We’ve seen countless examples of cases where mainstream lending hasn’t been able to provide a solution and second charge buy to let has saved the day.
One client, for example, was living and working in Australia with a buy-to-let property in this country but no credit history in the UK. The mortgage was interest only and the client wanted to raise funds to purchase another property in Australia. The mortgage brokers couldn’t arrange another interest-only mortgage but we were able to complete an interest-only second charge relying solely on the rental income for affordability.
In another case, we had a client looking to increase his buy-to-let portfolio but had no deposit so needed to take some equity out of the buy-to-let properties. However he was tied into the existing mortgages with high ERCs. He was able to raise the deposit by second charges on multiple buy-to-let properties which allowed the introducing broker to arrange the buy-to-let mortgages.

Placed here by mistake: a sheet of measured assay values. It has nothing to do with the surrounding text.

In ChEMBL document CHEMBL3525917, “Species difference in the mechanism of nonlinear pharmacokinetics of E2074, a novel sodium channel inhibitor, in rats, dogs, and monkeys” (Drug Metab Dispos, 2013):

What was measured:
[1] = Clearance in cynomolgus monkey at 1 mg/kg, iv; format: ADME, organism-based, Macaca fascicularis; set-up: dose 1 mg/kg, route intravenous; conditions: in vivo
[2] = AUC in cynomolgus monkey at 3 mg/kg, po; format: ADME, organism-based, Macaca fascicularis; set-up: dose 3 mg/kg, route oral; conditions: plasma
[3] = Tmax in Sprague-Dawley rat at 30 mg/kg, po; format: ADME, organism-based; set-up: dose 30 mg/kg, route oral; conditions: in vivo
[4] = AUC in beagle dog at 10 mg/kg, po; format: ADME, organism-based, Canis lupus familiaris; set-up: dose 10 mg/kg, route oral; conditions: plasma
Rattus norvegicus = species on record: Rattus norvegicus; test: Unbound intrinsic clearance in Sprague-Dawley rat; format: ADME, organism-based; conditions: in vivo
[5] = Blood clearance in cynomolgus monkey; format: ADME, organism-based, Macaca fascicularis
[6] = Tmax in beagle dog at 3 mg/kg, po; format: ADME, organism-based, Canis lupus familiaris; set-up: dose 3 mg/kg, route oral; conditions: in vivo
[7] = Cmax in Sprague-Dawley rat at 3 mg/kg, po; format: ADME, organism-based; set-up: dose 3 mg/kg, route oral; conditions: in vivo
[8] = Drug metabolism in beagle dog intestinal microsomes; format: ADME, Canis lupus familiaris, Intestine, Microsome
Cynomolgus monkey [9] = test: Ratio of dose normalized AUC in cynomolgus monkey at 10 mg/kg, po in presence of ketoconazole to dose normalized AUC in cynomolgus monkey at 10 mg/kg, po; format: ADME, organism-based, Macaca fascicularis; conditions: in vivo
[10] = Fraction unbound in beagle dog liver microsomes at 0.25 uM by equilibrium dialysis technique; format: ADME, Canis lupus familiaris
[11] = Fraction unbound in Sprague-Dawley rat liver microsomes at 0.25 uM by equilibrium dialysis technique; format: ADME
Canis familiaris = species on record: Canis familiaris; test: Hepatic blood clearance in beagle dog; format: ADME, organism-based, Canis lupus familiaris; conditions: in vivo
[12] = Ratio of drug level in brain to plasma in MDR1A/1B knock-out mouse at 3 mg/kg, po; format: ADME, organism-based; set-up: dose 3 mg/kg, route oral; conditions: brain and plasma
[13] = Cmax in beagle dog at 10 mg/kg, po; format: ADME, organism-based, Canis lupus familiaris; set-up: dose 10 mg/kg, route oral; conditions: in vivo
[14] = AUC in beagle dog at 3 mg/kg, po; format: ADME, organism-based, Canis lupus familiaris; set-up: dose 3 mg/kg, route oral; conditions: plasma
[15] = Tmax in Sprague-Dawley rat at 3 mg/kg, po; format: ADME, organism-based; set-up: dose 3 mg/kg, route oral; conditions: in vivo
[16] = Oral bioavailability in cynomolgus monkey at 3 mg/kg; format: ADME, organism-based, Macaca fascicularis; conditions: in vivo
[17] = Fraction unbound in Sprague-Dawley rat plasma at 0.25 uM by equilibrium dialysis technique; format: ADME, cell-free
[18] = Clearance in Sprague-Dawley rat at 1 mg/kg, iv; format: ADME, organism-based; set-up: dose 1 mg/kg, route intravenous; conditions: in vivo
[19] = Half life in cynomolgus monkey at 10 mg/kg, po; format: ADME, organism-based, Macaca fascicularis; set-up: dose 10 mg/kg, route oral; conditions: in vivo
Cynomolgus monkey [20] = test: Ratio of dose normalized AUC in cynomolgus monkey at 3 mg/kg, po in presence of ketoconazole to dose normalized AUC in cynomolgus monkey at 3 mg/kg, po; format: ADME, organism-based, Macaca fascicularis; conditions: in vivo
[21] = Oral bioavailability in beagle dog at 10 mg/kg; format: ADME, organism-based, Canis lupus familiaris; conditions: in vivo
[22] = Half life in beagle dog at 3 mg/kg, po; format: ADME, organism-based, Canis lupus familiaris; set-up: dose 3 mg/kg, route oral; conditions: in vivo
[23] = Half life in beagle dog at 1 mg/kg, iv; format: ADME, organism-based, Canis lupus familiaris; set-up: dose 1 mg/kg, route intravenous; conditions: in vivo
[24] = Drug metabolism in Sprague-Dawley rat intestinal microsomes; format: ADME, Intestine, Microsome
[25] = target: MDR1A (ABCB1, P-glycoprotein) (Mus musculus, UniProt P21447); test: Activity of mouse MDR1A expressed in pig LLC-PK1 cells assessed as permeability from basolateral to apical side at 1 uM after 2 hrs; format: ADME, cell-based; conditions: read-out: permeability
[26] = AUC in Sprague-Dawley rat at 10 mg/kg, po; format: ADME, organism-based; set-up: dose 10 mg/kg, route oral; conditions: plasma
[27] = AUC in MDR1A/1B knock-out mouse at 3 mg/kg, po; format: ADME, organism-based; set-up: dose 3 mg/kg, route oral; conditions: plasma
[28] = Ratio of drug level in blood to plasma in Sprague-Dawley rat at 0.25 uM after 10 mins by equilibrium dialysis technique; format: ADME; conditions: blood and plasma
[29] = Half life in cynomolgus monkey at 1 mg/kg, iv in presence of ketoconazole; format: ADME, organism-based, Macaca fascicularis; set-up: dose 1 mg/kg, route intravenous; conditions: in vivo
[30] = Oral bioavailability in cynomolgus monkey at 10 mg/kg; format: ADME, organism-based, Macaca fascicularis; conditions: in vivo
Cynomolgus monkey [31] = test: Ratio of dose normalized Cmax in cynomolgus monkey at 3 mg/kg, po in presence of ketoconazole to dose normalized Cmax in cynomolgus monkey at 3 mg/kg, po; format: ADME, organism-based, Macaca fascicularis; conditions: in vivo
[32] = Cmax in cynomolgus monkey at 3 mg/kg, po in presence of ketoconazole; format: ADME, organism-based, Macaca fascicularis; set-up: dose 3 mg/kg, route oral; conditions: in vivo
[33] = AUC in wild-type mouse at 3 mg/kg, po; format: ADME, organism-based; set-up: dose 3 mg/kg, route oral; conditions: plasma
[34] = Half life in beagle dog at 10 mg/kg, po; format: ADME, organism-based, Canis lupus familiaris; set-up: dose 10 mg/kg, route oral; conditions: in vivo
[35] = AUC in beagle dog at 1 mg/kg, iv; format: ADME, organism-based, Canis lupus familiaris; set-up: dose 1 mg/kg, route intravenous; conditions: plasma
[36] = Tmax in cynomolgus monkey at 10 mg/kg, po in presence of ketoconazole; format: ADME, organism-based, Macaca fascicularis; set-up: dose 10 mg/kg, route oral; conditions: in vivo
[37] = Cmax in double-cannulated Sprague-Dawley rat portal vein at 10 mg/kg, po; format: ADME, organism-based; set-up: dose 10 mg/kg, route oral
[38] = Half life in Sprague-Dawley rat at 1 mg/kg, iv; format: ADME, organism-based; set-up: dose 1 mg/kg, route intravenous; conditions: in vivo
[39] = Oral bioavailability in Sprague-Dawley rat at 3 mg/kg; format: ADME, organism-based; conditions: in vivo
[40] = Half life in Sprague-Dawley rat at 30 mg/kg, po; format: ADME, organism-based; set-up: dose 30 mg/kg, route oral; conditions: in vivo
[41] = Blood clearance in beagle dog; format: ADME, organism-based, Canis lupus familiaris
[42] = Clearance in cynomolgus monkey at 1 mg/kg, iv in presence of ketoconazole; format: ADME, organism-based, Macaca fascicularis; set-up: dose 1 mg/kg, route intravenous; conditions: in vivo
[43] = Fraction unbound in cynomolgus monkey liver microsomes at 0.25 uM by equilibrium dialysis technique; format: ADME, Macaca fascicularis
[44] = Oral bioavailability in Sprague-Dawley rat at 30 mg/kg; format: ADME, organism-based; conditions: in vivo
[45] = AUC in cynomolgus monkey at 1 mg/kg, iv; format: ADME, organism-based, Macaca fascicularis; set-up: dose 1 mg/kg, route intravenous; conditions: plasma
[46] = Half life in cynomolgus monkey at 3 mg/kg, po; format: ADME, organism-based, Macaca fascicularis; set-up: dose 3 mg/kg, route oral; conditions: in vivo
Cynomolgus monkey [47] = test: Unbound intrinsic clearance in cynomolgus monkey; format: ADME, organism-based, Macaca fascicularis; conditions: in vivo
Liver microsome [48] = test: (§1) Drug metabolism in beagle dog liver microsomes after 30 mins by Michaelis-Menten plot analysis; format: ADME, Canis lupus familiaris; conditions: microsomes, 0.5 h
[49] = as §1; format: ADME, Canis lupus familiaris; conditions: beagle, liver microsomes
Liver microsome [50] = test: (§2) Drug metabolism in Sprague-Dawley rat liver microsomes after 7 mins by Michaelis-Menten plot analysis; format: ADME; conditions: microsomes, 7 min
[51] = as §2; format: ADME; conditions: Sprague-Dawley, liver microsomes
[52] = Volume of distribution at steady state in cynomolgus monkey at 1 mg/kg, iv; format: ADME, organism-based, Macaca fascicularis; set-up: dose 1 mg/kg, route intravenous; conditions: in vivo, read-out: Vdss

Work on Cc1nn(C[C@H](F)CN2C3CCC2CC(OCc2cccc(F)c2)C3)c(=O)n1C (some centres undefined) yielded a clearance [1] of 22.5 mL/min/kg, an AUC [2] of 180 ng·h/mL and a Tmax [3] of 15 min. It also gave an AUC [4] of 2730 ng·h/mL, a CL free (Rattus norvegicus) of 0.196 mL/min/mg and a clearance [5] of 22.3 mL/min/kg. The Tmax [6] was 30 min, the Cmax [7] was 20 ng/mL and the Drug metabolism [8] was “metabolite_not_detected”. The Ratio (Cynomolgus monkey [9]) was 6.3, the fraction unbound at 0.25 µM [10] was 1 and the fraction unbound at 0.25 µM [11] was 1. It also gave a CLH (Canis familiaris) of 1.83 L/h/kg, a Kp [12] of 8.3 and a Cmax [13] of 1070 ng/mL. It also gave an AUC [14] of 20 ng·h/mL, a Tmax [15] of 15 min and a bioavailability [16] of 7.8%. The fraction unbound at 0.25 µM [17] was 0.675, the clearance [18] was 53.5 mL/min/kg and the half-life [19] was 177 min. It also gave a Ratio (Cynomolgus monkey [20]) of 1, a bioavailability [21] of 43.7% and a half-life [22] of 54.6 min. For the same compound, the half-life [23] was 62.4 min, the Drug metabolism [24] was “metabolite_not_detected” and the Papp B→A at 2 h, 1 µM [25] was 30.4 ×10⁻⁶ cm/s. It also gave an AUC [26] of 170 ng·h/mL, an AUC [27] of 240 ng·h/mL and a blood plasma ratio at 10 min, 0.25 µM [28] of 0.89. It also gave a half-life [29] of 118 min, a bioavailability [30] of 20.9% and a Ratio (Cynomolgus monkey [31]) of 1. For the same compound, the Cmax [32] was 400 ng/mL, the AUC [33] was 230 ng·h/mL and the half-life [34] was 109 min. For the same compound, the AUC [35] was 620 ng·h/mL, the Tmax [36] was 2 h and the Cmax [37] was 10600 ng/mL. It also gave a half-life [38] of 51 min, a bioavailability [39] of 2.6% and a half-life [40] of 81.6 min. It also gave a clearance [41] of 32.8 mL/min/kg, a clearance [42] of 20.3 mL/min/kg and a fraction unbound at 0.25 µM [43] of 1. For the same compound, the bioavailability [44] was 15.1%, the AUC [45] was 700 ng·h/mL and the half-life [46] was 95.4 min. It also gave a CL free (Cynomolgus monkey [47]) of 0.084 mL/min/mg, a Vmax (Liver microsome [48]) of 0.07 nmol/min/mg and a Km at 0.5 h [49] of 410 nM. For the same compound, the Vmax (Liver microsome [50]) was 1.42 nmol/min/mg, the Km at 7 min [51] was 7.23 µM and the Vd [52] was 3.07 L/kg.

These examples are just two of many that demonstrate the flexibility around a number of factors, from property type and construction to client age and income type that second charge buy to let affords borrowers.
However, this is about to change.
In January the first ream of new rules from the Prudential Regulation Authority will come into play. These new regulations will make it more difficult to place buy to let cases with stricter stress testing and tighter criteria. Indeed, some lenders are already tightening the screws in readiness.
Brokers should be contacting any buy-to-let clients looking to make an application now to prompt them to act quickly. The flexibility on offer via second charge buy to let won’t be around forever, make the most of it while you can.